17 How is a Copyright Obtained? Copyright Symbol: © –Copyright symbol is not required As of March 1, 1989 Published AND Unpublished works are automatically copyrighted AS SOON AS the work is “fixed” in the form of a copy of the work –Advantages of the copyright symbol Informs public that the work is protected by copyright Identifies the copyright owner –Infringer can’t base defense on “innocent infringement” April, 2012Copyright 2012, Bahorski & Kustron17

18 Creative Commons bysancnd April, 2012Copyright 2012, Bahorski & Kustron18

19 What are the Limitations of Fair Use? 1.the purpose and character of the use, including whether such use is of a commercial nature or is for nonprofit educational purposes; 2.the nature of the copyrighted work; 3.the amount and substantiality of the portion used in relation to the copyrighted work as a whole; and 4.the effect of the use upon the potential market for or value of the copyrighted work (U.S. Copyright Office, Circular 92, p. 19). April, 2012Copyright 2012, Bahorski & Kustron19

20 What are the Limitations of Fair Use? Single copies made for research or teaching (Faculty and students) – A chapter from a book – An article from a periodical or newspaper – A short story, short essay or short poem, whether or not from a collective work – A chart, graph, diagram, drawing, cartoon or picture from a book, periodical, or newspaper (U.S. Copyright Office, Circular 21, 1995, p. 8) April, 2012Copyright 2012, Bahorski & Kustron20

21 What are the Limitations of Fair Use? Multiple copies made for students in class 1.The copying meets the tests of brevity and spontaneity – Brevity: – Poem – Less than 250 words and if printed on not more than 2 pages: Complete – Longer than 250 words: Limited to 250 words – Prose: – Less than 2500 words: Complete work – Longer than 2500 words: Maximum of 10% or 1000 words, whichever is less – Spontaneity: Only if there is no time to get permission (U.S. Copyright Office, Circular 21, 1995, p. 8) April, 2012Copyright 2012, Bahorski & Kustron21

22 What are the Limitations of Fair Use? Multiple copies made for students in class (or made by students for peer’s as part of an assignment) 2. Meets the cumulative effects test – Prohibits the use of copies that will “substitute for the purchase of books, publishers’ reprints or periodicals” 3.Each copy includes a notice of copyright (U.S. Copyright Office, Circular 21, 1995, p. 8) April, 2012Copyright 2012, Bahorski & Kustron22

23 Fair Use: Modeling Good Behavior IS it reasonable to assume that only “part” of a copyrighted work is sufficient? – Example: Mona Lisa’s smile? Use of an image or document – Passing it out – Displaying in class – ALWAYS indicate its source! April, 2012Copyright 2012, Bahorski & Kustron23 Source: Wikipedia® Commons

24 RISK Management DOCUMENT ITS PURPOSE: – IF you can “substantiate” its use (it is germane to the lesson objective), then it “should” be OK RISK MANAGEMENT: – IF it is available online: send the students to the online version – IF it is not available in print: Is anything else available that would serve the same purpose? April, 2012Copyright 2012, Bahorski & Kustron24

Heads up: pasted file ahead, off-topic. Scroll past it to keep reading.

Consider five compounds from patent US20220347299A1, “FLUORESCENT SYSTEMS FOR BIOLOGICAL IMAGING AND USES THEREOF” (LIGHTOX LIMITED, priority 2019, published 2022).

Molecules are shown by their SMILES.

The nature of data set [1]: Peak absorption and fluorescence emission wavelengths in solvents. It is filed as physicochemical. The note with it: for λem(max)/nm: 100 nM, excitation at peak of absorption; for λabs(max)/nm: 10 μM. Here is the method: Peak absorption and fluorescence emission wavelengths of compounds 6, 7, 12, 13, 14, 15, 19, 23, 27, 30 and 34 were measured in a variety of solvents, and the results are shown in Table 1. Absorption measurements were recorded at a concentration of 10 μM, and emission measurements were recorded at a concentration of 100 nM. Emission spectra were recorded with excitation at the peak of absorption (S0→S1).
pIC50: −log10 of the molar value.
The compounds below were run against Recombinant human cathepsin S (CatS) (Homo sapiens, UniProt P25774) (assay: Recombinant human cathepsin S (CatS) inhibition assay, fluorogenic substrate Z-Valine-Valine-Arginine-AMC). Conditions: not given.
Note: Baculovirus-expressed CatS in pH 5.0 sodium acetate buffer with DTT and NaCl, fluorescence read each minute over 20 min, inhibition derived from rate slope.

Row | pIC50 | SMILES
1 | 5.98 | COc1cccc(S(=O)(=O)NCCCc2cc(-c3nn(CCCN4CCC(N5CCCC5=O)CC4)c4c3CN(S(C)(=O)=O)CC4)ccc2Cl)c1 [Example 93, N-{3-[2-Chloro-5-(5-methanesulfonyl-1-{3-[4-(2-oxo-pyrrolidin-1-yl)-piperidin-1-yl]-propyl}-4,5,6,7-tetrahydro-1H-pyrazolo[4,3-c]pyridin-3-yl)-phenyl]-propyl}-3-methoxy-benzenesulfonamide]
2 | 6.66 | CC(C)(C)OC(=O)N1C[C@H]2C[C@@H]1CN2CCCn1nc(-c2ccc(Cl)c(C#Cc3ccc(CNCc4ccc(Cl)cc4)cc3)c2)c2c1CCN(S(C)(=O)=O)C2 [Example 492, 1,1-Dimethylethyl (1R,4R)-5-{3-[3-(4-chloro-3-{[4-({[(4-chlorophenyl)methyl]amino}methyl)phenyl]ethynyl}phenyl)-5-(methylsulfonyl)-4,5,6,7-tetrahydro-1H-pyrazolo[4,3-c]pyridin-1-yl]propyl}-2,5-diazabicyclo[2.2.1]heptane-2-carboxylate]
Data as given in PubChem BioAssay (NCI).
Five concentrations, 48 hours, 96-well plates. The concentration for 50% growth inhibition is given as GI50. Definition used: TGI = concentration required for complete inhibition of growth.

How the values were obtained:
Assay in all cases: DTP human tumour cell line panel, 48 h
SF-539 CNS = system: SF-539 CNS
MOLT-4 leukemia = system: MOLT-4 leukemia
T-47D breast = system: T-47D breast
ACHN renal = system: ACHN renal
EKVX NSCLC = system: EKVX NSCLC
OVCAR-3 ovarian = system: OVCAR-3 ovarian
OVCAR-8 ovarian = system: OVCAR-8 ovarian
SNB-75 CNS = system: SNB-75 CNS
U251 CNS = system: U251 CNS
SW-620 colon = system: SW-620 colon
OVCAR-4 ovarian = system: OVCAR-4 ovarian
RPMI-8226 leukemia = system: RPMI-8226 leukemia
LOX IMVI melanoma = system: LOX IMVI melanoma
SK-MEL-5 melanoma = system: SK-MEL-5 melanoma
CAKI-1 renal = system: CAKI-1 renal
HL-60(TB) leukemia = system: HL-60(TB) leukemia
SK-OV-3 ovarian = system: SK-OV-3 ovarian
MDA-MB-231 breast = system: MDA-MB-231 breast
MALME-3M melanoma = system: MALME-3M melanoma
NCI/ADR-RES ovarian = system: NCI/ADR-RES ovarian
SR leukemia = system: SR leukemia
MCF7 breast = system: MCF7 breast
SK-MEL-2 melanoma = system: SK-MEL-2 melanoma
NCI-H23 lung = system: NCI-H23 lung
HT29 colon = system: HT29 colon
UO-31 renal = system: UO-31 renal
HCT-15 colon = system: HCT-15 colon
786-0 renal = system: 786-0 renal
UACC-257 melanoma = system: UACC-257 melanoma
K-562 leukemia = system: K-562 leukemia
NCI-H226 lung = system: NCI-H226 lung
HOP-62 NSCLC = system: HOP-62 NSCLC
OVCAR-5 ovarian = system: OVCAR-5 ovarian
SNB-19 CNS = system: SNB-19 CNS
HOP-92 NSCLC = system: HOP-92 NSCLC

25 Classroom “Examples” How to teach ethical principles associated with copyright? Who owns the “assignment?” April, 2012Copyright 2012, Bahorski & Kustron25

26 Classroom Example 1: What is Intellectual Property? What is intellectual property? –Have students bring in examples of a copyrighted work, a patented item, or a trademark –Discuss Origins of Intellectual Property Duration of Intellectual Property Ownership What it takes to “Register” Ownership April, 2012Copyright 2012, Bahorski & Kustron26

27 Project Example 2: What is “Fair Use”? What are the limitations of using others' intellectual property? –Have the students define the Principles of Fair Use (using examples from online sources) - (see fair use computer activity) April, 2012Copyright 2012, Bahorski & Kustron27

28 Project Example 3: Modeling “Good Behavior” Investigating Intellectual Property –Cite the Sources Activity - Have the students: Prepare an APA formatted mini-report on a subject of your or their choosing. Include a model of: –A cover page –The report –A References page From 3 sources: Go out and “copy” and “paste” –an embedded quote, –a block quote, –and a paraphrased statement April, 2012Copyright 2012, Bahorski & Kustron28

29 Sample of Modeling Running Head: SHORT TITLE 1 Longer Title of Document Your First and Last Name Institution Name April, 2012Copyright 2012, Bahorski & Kustron29

30 Legalities of Infringement Your Rights Are Infringed: Send a Cease and Desist Letter Was a copyright filed with the Copyright Office? – IF YES, You may: File Lawsuit: Request Injunction and damages “May” be awarded attorney fees – IF NO, You may: File to Request Injunction Copyright Basics, p. 7 You Infringe: You may be sued! You may be responsible for damages! You may be required to license the materials and pay April, 2012Copyright 2012, Bahorski & Kustron30

31 A Word of Caution Student work is covered by copyright! – Turnitin ® ? – Get permission! April, 2012Copyright 2012, Bahorski & Kustron31

32 Contact Information Zenia C. Bahorski Ph.D. Department of Computer Science Eastern Michigan University Ypsilanti, MI Konnie G. Kustron J.D. School of Technology Studies Eastern Michigan University Ypsilanti, MI Web Page (Resources): Images: iStockphoto® Microsoft®Clipart Wikipedia® Commons April, 2012Copyright 2012, Bahorski & Kustron32